Everyone was betting against Gonzaga and predicting Cro Cop to begin his reign of UFC dominance and then the next thing you know Gonzaga knocks Cro Cop out cold with a thunderous head kick in the first round earning the title shot against Couture.

Gonzaga not only scored one of the biggest knockouts in UFC history but also one of the biggest upsets as well.

5. UFC 88: Chuck Liddell vs. Rashad Evans

Fresh off his victory over Wanderlei Silva at UFC 79, Liddell was set to take on then-unbeaten Evans at UFC 85 but a torn hamstring kept him off the card. The Iceman wasn't out of action for long however and the fight was rebooked for the UFC's very first event in Atlanta, Ga.

The speculation heading into this bout was that if Liddell were to win he would be granted an immediate title shot against the champion at that time: Forrest Griffin. Liddell fans were adamant that the former champion would triumph over Evans and then conquer Griffin to reclaim his light heavyweight crown.

Those dreams were crushed as Liddell went for an uppercut and left himself open for an explosive overhand right from Evans that dropped Liddell like a sack of bricks. The entire arena went to complete silence the moment Liddell hit the canvas.

4. UFC 99: Rich Franklin vs. Wanderlei Silva

Five months following a disappointing decision loss to Henderson in Ireland, Franklin met Silva in the UFC's first trip to Cologne, Germany. Like Franklin's upcoming bout with Belfort, Franklin fought Silva at a catch-weight of 195 pounds.

Both fighters were coming off losses and needed a win to prove their relevancy in the sport. What made things even more interesting was the fact that Franklin had decided to train with current UFC middleweight champion Anderson Silva leading up to this fight.

Not only has Anderson dismantled Franklin on two separate occasions, but he has also trained with Wanderlei for many years until they had a falling out.

The UFC were hopeful that Wanderlei would defeat Franklin that way they could set up a high profile bout between the two Silva's for the 185-pound strap but things didn't go according to plan.

Franklin outpointed Wanderlei in an exciting three round war to earn the split decision victory. The German crowd definitely appreciated the battle between these two legendary fighters.

3. UFC 47: Chuck Liddell vs. Tito Ortiz

The feud between former friends Ortiz and Liddell led to the biggest fight in the UFC at the time.

When Ortiz was the light heavyweight champion, he seemed to be avoiding Liddell. Ortiz refused to accept the fight because he claimed the two were close friends and that they made a pact that they would never fight each other. Liddell denied such claims and expressed his desire to square off with Ortiz in the Octagon for the championship but the fight took two years to put together.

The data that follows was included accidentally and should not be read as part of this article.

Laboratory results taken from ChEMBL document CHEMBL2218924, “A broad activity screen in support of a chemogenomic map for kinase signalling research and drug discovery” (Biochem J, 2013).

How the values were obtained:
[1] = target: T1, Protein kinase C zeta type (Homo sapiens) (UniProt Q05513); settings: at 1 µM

It wasn't until after Ortiz lost his title to Couture that the bout between Ortiz and Liddell was finally signed. Liddell scored a second-round TKO in the fight, but not without a little controversy. Liddell appeared to poke Ortiz in the eye just before the final closing sequence on the cage, when Liddell rained combinations on Ortiz before Ortiz fell to the floor and the referee stopped the fight.

Ortiz said afterward that he couldn't see properly because of the eye poke, which aggravated Liddell even more.

2. UFC 60: Matt Hughes vs. Royce Gracie

This matchup pitted MMA's most dominant champion at the time in Hughes up against Hall of Famer and UFC pioneer Gracie. It was the new-school fighter taking on the old-school fighter, and the new-school fighter wanted to prove to the old veteran that the sport has passed him by.

Prior to facing Hughes the last time Gracie competed in the Octagon was all the way back at UFC 5 and the sport had evolved tremendously since then and Gracie didn't keep up.

Hughes basically had his way with the Brazilian and flattened Gracie out on his back before pounding him out with strikes for a first round TKO.

1. UFC 102: Randy Couture vs. Antonio Rodrigo Nogueira

Not only is Couture vs. Nogueira an early candidate for fight of the year but it may rank as one of the greatest MMA fights of all time.

Prior to the bout, some fans were fearful these two legends would put on a stalemate in front of the Oregon crowd, but boy were they wrong or what? The speculation heading into the fight was that Couture was too old and Nogueira was past his prime.

Neither seemed the case, though, as the fight was an explosive three-round battle that saw Nogueira win the majority of the rounds to earn the unanimous decision.

ADVERTISEMENT
SI.com
Hot Topics: NBA Draft Yasiel Puig NHL Playoffs NBA Playoffs Mark Cuban Jabari Parker
TM & © 2013 Time Inc. A Time Warner Company. All Rights Reserved. Terms under which this service is provided to you. Read our privacy guidelines and ad choices.
SI CoverRead All ArticlesBuy Cover Reprint